Jonny Bairstow: England-South Africa World Cup double will be ‘great spectacle’
Jonny Bairstow is relishing his role in a rare World Cup double as England and South Africa prepare for high-stakes battles on the cricket pitch and the rugby field within a matter of hours on Saturday.
Bairstow will be leading from the front in Mumbai, where his side look to put their creaking title defence back on track against the Proteas, before attention turns to events almost 4,500 miles away in Paris and the Rugby World Cup semi-final between England and the Springboks.
Bairstow is a huge rugby fan and was even invited to address the England squad ahead of last year’s autumn international against Argentina at Twickenham, chatting to the squad for over an hour before observing training.
Now he hopes to set the tone for a day of English celebrations by the time Steve Borthwick’s men kick off.
“I think it’s going to be a great spectacle, it’s going to be a great day for both nations,” he said.
“They’re two extremely proud nations, whether that’s on the rugby front or the cricketing front, two teams on both sides that are very passionate about playing for their countries and are excited about playing for their countries.
“You’ll have people in South Africa, I’m sure, having a few brandy and Cokes and a couple of braais (barbecues), and you’ll have a few in England popping down the pub and watching – any excuse for them to just pop down there!
“It will be great – and hopefully both results go our way.”
Bairstow can only directly impact one of them, of course, and the importance of his role at the top of the batting order is shaping up to be a key one.
Defeats to New Zealand and Afghanistan, either side of victory over Bangladesh, have put England firmly on the back foot and cranked up the stakes on their visit to the Wankhede Stadium.
Head coach Matthew Mott has called for more aggression in the first 15 overs of both innings and Bairstow has the track record and firepower to oblige.
But he is clear that swinging blindly for the fences is not on the cards, with conditions in India calling for more nuance.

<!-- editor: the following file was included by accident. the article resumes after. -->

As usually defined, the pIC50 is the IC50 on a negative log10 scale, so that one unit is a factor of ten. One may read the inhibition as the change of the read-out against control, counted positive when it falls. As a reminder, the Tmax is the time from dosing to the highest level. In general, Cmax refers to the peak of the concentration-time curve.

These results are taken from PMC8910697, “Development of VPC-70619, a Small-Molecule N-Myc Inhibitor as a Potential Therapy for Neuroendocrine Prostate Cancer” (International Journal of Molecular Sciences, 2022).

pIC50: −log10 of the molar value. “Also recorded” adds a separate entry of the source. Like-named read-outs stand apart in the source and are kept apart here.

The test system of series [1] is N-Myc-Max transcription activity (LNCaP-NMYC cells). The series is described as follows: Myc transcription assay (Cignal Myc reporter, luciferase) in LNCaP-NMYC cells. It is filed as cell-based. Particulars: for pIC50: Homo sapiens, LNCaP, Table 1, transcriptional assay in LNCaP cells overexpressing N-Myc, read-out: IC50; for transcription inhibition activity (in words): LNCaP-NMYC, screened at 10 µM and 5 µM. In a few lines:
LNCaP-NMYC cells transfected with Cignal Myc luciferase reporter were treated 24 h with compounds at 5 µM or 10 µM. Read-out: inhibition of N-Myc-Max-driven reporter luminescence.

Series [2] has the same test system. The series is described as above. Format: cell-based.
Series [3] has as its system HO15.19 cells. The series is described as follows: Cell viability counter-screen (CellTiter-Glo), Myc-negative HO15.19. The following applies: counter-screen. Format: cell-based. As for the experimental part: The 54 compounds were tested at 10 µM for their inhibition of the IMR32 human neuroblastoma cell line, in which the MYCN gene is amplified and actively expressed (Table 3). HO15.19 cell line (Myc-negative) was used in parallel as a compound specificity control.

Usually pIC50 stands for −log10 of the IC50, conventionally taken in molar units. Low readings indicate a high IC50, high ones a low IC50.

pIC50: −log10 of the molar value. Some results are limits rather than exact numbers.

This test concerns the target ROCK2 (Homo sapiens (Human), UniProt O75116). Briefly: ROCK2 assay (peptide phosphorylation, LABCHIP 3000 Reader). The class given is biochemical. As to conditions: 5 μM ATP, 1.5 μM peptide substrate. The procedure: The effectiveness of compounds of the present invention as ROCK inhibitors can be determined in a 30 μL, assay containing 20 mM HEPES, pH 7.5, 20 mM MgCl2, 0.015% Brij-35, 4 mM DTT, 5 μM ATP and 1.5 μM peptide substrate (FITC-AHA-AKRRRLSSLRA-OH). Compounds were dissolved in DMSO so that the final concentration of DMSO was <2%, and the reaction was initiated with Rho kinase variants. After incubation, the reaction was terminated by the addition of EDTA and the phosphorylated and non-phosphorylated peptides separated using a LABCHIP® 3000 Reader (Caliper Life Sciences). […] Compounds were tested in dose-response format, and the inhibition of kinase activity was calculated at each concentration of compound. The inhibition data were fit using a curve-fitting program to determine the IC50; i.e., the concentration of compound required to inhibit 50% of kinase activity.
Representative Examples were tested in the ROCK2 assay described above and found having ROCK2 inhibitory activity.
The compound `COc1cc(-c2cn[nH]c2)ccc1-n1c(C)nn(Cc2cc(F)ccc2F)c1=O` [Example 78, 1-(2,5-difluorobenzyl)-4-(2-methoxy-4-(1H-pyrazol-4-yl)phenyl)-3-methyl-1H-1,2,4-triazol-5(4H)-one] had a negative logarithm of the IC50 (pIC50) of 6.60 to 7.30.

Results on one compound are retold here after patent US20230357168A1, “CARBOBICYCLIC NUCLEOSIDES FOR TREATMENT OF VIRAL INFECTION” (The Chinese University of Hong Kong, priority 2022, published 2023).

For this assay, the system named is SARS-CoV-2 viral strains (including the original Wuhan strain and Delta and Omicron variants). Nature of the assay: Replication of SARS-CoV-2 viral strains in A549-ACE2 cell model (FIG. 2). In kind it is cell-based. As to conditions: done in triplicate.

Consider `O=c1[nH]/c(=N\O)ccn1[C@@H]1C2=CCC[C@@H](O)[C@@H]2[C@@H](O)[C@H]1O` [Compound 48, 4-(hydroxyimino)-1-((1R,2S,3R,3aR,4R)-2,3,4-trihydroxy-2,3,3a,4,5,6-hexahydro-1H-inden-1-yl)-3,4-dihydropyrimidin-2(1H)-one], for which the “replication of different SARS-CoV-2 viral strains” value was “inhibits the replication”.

“I don’t see anyone else in the world going out and scoring at nine runs an over. You look at India, they don’t go out and just go balls to the wall in the first 10 and they’re the host nation,” he said.
“They don’t just go out and go from ball one. So the importance of the first 10 is to yes score quickly, but also score in a way that’s sustainable over a long period of time, because we’re not playing a T20 game, we’re playing a 50-over game.
“Playing cricket in India compared to playing cricket in England is different. There’s different styles that work all around the world. I don’t think there’s one thing that fits all.”
While England are licking their wounds after being upset by the Afghans, South Africa are nursing a similar blow to their pride after defeat the Netherlands. That has added another layer of intrigue to the clash as both sets of players desperately try to reset the narrative.
“We know it’s a big game, we know they’re a strong nation and they’ve been playing well, but we also know now they’re coming off a loss as well,” Bairstow said.
“That was a great result to wake up to. But we’re actually just focusing on ourselves. That’s what we do.
“The confidence is there – it’s unwavering. There’s no lack of belief within this group. It isn’t something that’s been questioned one bit.”
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